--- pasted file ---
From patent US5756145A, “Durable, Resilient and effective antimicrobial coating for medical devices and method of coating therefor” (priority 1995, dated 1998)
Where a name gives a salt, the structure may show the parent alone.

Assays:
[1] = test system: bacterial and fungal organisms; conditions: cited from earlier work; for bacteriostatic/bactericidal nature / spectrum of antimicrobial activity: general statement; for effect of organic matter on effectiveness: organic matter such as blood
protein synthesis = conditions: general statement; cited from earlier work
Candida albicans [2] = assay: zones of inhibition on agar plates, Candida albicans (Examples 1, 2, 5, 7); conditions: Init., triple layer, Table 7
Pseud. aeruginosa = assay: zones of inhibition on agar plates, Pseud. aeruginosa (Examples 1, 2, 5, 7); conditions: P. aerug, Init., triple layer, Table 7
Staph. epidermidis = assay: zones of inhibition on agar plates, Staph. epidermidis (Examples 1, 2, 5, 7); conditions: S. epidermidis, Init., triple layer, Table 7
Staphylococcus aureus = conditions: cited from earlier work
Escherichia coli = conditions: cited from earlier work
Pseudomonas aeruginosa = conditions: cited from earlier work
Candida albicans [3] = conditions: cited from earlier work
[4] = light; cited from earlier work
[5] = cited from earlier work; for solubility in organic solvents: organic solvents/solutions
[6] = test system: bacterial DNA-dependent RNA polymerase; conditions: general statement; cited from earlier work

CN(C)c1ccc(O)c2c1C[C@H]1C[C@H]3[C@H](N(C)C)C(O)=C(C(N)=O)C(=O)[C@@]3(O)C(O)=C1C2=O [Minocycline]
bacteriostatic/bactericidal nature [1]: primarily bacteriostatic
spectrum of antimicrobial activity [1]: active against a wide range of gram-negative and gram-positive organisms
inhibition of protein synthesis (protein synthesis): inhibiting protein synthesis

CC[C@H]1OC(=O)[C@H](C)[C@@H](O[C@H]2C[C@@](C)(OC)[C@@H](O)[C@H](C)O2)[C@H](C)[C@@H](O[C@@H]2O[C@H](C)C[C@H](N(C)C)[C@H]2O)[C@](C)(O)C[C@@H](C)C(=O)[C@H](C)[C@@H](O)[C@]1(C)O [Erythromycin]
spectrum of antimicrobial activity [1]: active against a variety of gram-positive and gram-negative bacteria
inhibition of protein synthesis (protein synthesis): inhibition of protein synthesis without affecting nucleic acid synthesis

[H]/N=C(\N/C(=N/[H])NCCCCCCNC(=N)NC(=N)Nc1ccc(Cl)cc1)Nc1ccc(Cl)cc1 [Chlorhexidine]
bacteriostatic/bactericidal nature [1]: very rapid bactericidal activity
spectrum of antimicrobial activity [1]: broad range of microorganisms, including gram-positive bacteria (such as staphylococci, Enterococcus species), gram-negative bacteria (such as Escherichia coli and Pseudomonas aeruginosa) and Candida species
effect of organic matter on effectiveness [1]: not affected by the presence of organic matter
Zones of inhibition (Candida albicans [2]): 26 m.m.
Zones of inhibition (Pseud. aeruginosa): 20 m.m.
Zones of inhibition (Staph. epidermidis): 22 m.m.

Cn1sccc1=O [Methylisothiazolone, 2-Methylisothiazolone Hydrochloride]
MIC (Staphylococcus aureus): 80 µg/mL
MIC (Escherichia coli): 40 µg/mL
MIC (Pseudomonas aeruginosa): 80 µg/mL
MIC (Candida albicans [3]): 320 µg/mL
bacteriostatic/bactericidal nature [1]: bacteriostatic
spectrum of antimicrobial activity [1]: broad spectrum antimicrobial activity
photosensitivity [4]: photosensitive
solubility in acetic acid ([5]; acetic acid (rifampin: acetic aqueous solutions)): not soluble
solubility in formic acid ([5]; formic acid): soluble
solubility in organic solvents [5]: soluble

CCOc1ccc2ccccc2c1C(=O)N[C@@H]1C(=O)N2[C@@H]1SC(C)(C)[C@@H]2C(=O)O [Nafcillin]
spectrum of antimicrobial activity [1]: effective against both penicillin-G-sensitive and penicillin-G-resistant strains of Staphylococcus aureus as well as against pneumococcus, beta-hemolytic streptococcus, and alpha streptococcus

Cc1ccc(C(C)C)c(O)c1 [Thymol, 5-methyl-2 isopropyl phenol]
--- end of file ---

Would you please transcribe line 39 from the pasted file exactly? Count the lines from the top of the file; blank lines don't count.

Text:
solubility in formic acid ([5]; formic acid): soluble